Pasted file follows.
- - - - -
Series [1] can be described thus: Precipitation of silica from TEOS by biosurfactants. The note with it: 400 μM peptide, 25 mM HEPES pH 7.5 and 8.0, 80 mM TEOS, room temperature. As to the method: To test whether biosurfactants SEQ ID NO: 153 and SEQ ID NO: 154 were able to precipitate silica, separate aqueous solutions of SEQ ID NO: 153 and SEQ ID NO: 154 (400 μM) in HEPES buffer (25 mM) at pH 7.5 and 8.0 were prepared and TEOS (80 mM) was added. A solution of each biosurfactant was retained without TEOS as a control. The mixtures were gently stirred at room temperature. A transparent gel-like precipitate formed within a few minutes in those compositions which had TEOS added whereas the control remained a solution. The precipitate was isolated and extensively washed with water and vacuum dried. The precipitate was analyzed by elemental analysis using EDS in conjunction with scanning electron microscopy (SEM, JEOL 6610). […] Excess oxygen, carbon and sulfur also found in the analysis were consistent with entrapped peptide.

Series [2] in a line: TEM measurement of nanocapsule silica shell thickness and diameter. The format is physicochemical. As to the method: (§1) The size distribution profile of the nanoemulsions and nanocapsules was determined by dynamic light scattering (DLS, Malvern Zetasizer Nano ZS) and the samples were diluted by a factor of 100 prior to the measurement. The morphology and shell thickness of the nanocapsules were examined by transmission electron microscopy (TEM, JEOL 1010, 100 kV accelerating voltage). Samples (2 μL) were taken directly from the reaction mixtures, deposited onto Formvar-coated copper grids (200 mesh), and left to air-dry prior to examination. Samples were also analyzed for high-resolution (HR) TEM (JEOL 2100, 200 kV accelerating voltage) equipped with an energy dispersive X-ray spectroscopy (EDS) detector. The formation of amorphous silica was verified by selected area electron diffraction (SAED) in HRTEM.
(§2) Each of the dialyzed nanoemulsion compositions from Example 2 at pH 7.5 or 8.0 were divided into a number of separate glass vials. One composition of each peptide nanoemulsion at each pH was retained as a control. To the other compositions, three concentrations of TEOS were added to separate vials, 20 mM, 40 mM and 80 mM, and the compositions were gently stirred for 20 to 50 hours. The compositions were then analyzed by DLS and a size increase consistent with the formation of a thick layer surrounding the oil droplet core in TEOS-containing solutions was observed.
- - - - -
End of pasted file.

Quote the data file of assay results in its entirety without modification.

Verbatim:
Series [1] can be described thus: Precipitation of silica from TEOS by biosurfactants. The note with it: 400 μM peptide, 25 mM HEPES pH 7.5 and 8.0, 80 mM TEOS, room temperature. As to the method: To test whether biosurfactants SEQ ID NO: 153 and SEQ ID NO: 154 were able to precipitate silica, separate aqueous solutions of SEQ ID NO: 153 and SEQ ID NO: 154 (400 μM) in HEPES buffer (25 mM) at pH 7.5 and 8.0 were prepared and TEOS (80 mM) was added. A solution of each biosurfactant was retained without TEOS as a control. The mixtures were gently stirred at room temperature. A transparent gel-like precipitate formed within a few minutes in those compositions which had TEOS added whereas the control remained a solution. The precipitate was isolated and extensively washed with water and vacuum dried. The precipitate was analyzed by elemental analysis using EDS in conjunction with scanning electron microscopy (SEM, JEOL 6610). […] Excess oxygen, carbon and sulfur also found in the analysis were consistent with entrapped peptide.

Series [2] in a line: TEM measurement of nanocapsule silica shell thickness and diameter. The format is physicochemical. As to the method: (§1) The size distribution profile of the nanoemulsions and nanocapsules was determined by dynamic light scattering (DLS, Malvern Zetasizer Nano ZS) and the samples were diluted by a factor of 100 prior to the measurement. The morphology and shell thickness of the nanocapsules were examined by transmission electron microscopy (TEM, JEOL 1010, 100 kV accelerating voltage). Samples (2 μL) were taken directly from the reaction mixtures, deposited onto Formvar-coated copper grids (200 mesh), and left to air-dry prior to examination. Samples were also analyzed for high-resolution (HR) TEM (JEOL 2100, 200 kV accelerating voltage) equipped with an energy dispersive X-ray spectroscopy (EDS) detector. The formation of amorphous silica was verified by selected area electron diffraction (SAED) in HRTEM.
(§2) Each of the dialyzed nanoemulsion compositions from Example 2 at pH 7.5 or 8.0 were divided into a number of separate glass vials. One composition of each peptide nanoemulsion at each pH was retained as a control. To the other compositions, three concentrations of TEOS were added to separate vials, 20 mM, 40 mM and 80 mM, and the compositions were gently stirred for 20 to 50 hours. The compositions were then analyzed by DLS and a size increase consistent with the formation of a thick layer surrounding the oil droplet core in TEOS-containing solutions was observed.